In this far-ranging conversation, Dr. Keith Carlson and podcast host Á’a:líya Warbus discuss his long-time work as a historian for the Stó:lō people and some of the projects he’s been involved since first arriving in Chilliwack in 1992. Everything from interviewing Elders and researching pre-contact Stó:lō governance, to creating books like the Sto:lo Atlas and We are Asked to Witness, to what it would take to create a truly Stó:lō, yet modern, governance system. Keith Carlson teaches history at the University of the Fraser Valley and holds a Tier one Canada Research Chair in Indigenous and Community-Engaged History.
Episode 4 – Xólhmet te mekw’stám ít kwelát: We have to take care of everything that belongs to us
Guest: Maex̱’eyétel Jason Thompson, Leq’á:mel
Many young people can’t wait to put distance between themselves and the place they grew up in. The answers are out there, rather than at home among the people we’ve known all of our lives. But what makes us change our minds? Leq’á:mel’s Jason Thompson talks with host A’a:liya Warbus about making a conscious decision to change directions and come back to do important work on the land and strengthen his cultural and personal connections to his community.
Episode 3 – Never forget your roots – A Stó:lō police officer’s story
Guest: Angie Kermer, Leq’á:mel
Leq’á:mel’s Angie Kermer talks with host A’a:liya Warbus about her 30-year career as an RCMP officer, Indigenous policing in other jurisdictions, Stó:lō justice pre-contact and more. Kermer is Haida, Stó:lō, Squamish and Nooksack through her immediate family connections, and has lived in Port Hardy, Campbell River, North Vancouver, Leq’á:mel and more. Listen in as she discusses how she stayed true to her community ways, implementing them into her work and police culture, while witnessing the world change and grow.
Episode 2 – We are the People of the River: Post-Contact Fishing in Context
Guests: Xwelíqweltel, Grand Chief Steven Point
When the Europeans arrived in the 1800s, they considered the People of the River as the owners of the land and the fish in the river. The Stó:lō traded with those who first arrived and helped create new products and markets for the Hudson Bay Company, who were originally interested in fur. Since that early time, the colonial government has imposed ever increasing rules to restrict Stó:lō access to the fish in Stó:lō territory. Xwelíqweltel, Grand Chief Steven Point discusses this history and why the Stó:lō people need to understand the past in order to move forward.
Satsan, Herb George, Hereditary Chief of the Frog Clan of the Wet’suwet’en Nation
Xwelíqweltel, Grand Chief Steven Point
“People take off their Indian Act hat and it’s quite dynamic and amazing to observe and be a part of. And then they put on their inherent right blanket, their robe of power. And then they start talking about, okay, now this is what we need to do together,” says Satsan in this far-reaching conversation with Grand Chief Steven Point. The pair spoke during our Light the Fire video series in April 2022 and we’ve condensed the talk a bit, but this podcast still covers so much including, our inherent right to self-government, the impact of the Indian Act, the push to revise the Canadian Constitution to recognize Aboriginal and Treaty Rights, Indigenous Rights Court Cases and more.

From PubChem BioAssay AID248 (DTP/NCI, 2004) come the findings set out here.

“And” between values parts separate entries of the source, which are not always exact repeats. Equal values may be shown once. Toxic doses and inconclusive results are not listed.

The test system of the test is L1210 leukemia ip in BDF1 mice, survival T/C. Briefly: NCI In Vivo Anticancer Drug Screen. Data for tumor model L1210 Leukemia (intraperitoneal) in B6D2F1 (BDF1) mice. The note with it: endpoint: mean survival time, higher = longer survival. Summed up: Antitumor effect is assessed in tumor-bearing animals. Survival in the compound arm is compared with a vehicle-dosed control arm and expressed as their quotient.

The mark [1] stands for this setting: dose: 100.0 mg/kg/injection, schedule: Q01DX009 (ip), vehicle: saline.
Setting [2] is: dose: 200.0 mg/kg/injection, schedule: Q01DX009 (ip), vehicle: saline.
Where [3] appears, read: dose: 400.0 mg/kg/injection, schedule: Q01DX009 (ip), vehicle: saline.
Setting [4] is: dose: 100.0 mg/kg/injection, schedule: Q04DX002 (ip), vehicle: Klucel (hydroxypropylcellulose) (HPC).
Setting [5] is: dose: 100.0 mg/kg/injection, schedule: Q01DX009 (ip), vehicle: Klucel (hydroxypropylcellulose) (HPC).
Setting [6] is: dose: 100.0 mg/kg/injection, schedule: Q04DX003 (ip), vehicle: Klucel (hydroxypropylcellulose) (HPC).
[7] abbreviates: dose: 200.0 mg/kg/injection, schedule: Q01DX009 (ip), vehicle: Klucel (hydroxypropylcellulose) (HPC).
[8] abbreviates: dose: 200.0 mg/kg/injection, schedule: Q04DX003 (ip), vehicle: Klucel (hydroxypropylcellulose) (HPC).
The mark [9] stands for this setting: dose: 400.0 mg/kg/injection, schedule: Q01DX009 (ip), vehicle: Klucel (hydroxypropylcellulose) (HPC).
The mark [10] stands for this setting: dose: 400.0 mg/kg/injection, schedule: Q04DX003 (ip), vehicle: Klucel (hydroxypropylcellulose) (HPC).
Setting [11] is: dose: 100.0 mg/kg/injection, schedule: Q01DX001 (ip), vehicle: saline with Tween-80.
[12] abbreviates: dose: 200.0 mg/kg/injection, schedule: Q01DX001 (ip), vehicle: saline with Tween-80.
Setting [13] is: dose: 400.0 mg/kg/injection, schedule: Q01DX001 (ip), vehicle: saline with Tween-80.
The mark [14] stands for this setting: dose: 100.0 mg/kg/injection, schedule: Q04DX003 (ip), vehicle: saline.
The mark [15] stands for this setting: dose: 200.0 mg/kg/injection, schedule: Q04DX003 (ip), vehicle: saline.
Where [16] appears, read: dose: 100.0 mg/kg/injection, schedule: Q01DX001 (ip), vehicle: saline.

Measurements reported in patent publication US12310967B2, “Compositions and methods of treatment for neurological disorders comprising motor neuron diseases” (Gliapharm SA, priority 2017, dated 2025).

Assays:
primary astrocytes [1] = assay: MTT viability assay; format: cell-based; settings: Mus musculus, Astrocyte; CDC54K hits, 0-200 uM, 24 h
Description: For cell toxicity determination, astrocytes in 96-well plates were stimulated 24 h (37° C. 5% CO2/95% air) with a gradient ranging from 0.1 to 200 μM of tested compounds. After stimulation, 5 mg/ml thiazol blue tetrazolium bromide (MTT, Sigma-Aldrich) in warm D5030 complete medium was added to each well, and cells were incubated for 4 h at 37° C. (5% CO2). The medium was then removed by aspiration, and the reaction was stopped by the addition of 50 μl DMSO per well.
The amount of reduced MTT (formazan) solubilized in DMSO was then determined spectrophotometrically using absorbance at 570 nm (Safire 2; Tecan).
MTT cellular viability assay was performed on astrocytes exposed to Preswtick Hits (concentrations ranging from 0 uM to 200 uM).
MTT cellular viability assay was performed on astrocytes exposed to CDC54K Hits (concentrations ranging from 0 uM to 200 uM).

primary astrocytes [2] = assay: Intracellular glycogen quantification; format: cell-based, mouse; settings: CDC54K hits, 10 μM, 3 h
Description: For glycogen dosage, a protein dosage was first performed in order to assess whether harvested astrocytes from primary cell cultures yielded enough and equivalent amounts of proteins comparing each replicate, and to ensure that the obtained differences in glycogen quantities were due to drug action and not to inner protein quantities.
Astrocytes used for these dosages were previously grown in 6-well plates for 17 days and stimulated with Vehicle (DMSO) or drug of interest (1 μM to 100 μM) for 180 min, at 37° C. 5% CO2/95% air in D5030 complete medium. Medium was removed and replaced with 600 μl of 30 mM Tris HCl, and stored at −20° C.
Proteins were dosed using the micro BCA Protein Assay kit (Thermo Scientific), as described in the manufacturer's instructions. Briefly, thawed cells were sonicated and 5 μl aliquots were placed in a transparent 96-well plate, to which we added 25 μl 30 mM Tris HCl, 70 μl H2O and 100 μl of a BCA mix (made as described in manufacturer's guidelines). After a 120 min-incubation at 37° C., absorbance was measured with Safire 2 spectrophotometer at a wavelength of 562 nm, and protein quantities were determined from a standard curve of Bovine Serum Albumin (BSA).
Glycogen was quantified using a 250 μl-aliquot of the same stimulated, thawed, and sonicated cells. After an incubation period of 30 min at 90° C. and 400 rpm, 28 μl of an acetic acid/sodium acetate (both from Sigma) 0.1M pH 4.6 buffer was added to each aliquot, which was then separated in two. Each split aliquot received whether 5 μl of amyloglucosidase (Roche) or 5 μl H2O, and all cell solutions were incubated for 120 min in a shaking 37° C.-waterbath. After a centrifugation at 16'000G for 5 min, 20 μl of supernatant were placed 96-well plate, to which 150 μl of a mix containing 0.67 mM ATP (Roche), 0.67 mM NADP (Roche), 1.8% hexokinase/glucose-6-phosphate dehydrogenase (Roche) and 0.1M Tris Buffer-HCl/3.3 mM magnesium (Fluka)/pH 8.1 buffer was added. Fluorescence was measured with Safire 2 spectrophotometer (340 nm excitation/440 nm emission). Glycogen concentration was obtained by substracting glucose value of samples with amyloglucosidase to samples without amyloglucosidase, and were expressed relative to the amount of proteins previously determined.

Guest: Stacy McNeil, Executive Director of Sq’ewqéyl
This is a clean slate. We’re starting over. Let’s see what we can do. Stacy McNeil was given these words of encouragement when she started her job as manager of Sq’ewqéyl, one of several small Stó:lō communities surrounded by the City of Chilliwack. She knew she could get things done, but she also knew from her upbringing in the community of Seabird Island across the Fraser River, that listening to the community voices is essential to moving forward. Listen in as she shares stories about her efforts to help not only Sq’ewqéyl, but also Áthelets and Yeqwyeqwí:ws’s dreams come true.
When Stó:lō Elder Elizabeth Herrling told Sonny McHalsie that knowledge is only important when you share – that you could be the smartest person in the world and know everything, but if you don’t share it, it’s meaningless – it set him on a path to become the Nation’s historian.
In this eighth episode, listen in as Naxaxalhts’i shares stories about his work recording Elders, learning history and why he thinks that all Stó:lō need to hear what he has learned.
The Halq’eméylem language is spoken from Five Mile Creek near Yale to the mouth of the Fraser River. Christine Seymour of Sq’ewqéyl did not plan to become a language teacher when she went to university, but that’s how her career has worked out. With only one fluent speaker of the Upriver dialect left, we must Tset hikwstexw te sqwelteltsetwe “Hold our language high.” In this episode, Christine tells her story to The Fraser Valley Current’s Grace Kennedy.
How do youth stay on a good path when there is so much going on in the world and in their personal lives? In this episode, we talk to rising football star, Tyson George Kelly, and to the Stó:lō Xwexwílmexw youth coordinator Jen Archie about an important Stó:lō principle Thehítchexw ta’ sqwálewel “Keep your mind on what you’re doing.”
In the old way, the Elders give someone a name because they recognize the child’s ancestors or their spirit. But even though someone receives a name, they still have to earn it. In this episode, we talk to the members of one Ch’iyáqtel/Tzeachten family about their ancestral names and how they received them. Xaxa stexw te selsila:lh te skwixw. Respect your ancestors’ name is still such an important Stó:lō principle.